Like heartbreak itself, the album is more personal, more raw and more intimate. The Wisconsin native who now calls Denver home said he hasn’t done something quite as stripped down in a while, and when it came to get back into songwriting after the release of his last album last summer, there was also a reason to write.
It was the aftermath of a breakup.
“We retrace our steps. We look at what we thought we knew. We ultimately discover and face the truth under the stories we told ourselves along the way,” he says of the album.
In addition to the post-love songs, the album features a few songs Statz previously worked on but didn’t have a place on an album, and songs that are meant to be more acoustic. “Presidential Valet” is the story of Armistead, President John Tyler’s valet, or slave, who died alongside seven others in an explosion after Tyler and members of cabinet were watching the firing of the “peacemaker” in 1844.

So, this album is about heartbreak. Did that change how you wrote or approached the album at all?

Yeah. It just kind of comes out more — I don’t know — when you’re writing about heartbreak it’s just seems like the easiest type of writing. It’s just pouring out of you. You don’t have to come up with a concept or a story or any of that.

In the bio you released ahead of this album, it references a pretty famous Ernest Hemingway quotation: “Write hard and clear about what hurts.” Maybe as a writer I hear about this all of the time, but there’s definitely a writing style associated with Hemingway — to write very concise and clear. Did you take any of that with you into the songwriting or was it all about the emotion?

You know, it was the emotion part. I didn’t think about that, but the songs are fairly concise and short. So I appreciate that might also be relevant there even though I didn’t intend that.

The title of this album is “Darkness on the San Juans.” Explain that a little bit.

It’s a line in the song “Highways.” Geographical references are all over my songwriting. On every album I’ve ever written. So it’s a song about driving places with someone and either ending up back at those places later and having other memories being their previously. The San Juans was one of those locations that was important.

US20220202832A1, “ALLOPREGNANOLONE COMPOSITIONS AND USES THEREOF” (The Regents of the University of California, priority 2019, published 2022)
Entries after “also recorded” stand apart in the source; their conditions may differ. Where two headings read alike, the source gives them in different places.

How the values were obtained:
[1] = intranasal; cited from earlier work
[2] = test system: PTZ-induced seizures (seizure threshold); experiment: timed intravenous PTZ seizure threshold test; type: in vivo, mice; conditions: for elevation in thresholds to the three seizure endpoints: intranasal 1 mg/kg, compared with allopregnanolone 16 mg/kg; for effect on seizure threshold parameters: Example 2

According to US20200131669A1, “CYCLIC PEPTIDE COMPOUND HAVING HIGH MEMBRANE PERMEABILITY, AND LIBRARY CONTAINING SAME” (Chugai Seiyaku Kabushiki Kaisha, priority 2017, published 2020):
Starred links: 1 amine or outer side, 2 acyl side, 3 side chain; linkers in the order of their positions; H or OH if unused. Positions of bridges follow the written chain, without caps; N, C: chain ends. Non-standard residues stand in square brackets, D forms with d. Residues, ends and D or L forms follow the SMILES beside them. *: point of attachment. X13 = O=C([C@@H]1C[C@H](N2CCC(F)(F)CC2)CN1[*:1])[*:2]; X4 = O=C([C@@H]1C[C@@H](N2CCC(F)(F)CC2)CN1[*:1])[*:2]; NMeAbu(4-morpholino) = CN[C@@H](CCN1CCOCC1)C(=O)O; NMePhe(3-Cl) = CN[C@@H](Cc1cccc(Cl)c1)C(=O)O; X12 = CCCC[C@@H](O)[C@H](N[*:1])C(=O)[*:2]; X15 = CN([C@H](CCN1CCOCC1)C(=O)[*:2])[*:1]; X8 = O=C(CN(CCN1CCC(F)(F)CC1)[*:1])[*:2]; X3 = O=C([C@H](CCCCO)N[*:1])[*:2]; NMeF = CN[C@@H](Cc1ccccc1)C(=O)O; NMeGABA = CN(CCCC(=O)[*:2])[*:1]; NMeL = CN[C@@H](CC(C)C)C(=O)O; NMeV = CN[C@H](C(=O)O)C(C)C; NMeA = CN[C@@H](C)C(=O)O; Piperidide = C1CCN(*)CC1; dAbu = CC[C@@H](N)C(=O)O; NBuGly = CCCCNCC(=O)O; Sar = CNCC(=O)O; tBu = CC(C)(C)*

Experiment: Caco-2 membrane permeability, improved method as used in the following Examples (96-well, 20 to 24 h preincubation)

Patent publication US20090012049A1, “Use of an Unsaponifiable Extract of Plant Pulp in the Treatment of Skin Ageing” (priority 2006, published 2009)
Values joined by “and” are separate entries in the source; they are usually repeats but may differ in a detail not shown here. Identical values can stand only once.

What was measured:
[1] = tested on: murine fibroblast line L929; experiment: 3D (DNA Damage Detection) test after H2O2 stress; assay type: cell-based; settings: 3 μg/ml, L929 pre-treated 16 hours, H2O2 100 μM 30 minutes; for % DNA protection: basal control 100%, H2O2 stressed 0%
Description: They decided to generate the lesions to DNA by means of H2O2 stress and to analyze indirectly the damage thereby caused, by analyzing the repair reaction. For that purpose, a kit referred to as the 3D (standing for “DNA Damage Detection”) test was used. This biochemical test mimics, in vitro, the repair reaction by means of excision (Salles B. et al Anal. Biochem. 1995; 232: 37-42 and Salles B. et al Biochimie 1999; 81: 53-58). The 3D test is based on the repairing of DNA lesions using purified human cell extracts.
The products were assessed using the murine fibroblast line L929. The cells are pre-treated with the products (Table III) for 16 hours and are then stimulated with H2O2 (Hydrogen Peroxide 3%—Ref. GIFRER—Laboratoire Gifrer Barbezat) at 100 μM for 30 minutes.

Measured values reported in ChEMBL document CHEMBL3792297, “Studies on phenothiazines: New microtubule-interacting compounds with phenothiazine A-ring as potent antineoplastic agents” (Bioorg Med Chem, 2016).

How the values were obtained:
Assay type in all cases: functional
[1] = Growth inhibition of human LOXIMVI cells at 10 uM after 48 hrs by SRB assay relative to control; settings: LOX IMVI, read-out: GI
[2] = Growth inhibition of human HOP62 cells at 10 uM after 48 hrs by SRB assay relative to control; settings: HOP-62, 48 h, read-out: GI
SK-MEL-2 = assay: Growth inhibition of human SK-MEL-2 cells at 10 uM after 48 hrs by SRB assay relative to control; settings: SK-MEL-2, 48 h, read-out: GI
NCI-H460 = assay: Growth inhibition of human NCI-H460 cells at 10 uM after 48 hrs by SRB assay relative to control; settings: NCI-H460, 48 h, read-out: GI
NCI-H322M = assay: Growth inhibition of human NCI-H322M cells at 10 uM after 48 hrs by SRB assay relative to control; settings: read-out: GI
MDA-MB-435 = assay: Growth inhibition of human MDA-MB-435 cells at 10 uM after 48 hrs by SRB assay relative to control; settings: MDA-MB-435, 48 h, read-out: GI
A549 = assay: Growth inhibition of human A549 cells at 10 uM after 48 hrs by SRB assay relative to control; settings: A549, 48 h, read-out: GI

Why do you think you end up writing about places so much?

I mean, an obvious answer is that I spend a lot of time driving around to gigs, and I’ve been a lot of places because of that. And just for fun. I love roadtripping around Colorado, and camping and that sort of thing. So it’s not a planned thing. I’m living and breathing this lifestyle from A to B to C and that infiltrates the writing. But also, it’s a convenient rhyming scheme. Sometimes it can be hard to find a word, but there’s usually a city that will fill in.

How long did it take you to finish this album, being that the concept is fairly raw?

It all happened pretty fast. The two non-heartbreak songs, “Presidential Valet” and “Old Men Drinking Seagrem’s,” were older. They’re social commentary tunes. But I just hadn’t recorded them to yet and I was waiting for an acoustic album to do that. I started writing in the summer. I decided in December to record them. I called my friend Nate, flew him out in January. And we recorded it in three days in my living room.

Had you recorded like that before?

It’s been a while, but yeah. My first couple albums that I made when I lived i…
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Acoustic heartbreak in the Colorado San Juans with John Statz
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One more thing...

Local and independent journalism is under threat in the West and you can change that.  With corporate raiders slashing newsrooms across the West, the PULP is one of the "Last Locals" in Colorado to produce original, compelling journalism missing in today's profit hungry world. But that costs money, time and hard work. We don't believe in spamming you with ads that's why we need your help.

For every contribution, we put 100% back into producing original and amazing journalism. That's a promise only a local and independent newsroom can promise. Take heart because you will fuel stories just like this one and the future of journalism.
Continue Reading

One more thing...

Local and independent journalism is under threat in the West and you can change that.  With corporate raiders slashing newsrooms across the West, the PULP is one of the "Last Locals" in Colorado to produce original, compelling journalism missing in today's profit hungry world. But that costs money, time and hard work. We don't believe in spamming you with ads and that's why we need your help.

For every contribution, we put 100% back into producing original and amazing journalism. That's a promise only a local and independent newsroom can promise. Take heart because you will fuel stories just like this one and the future of journalism.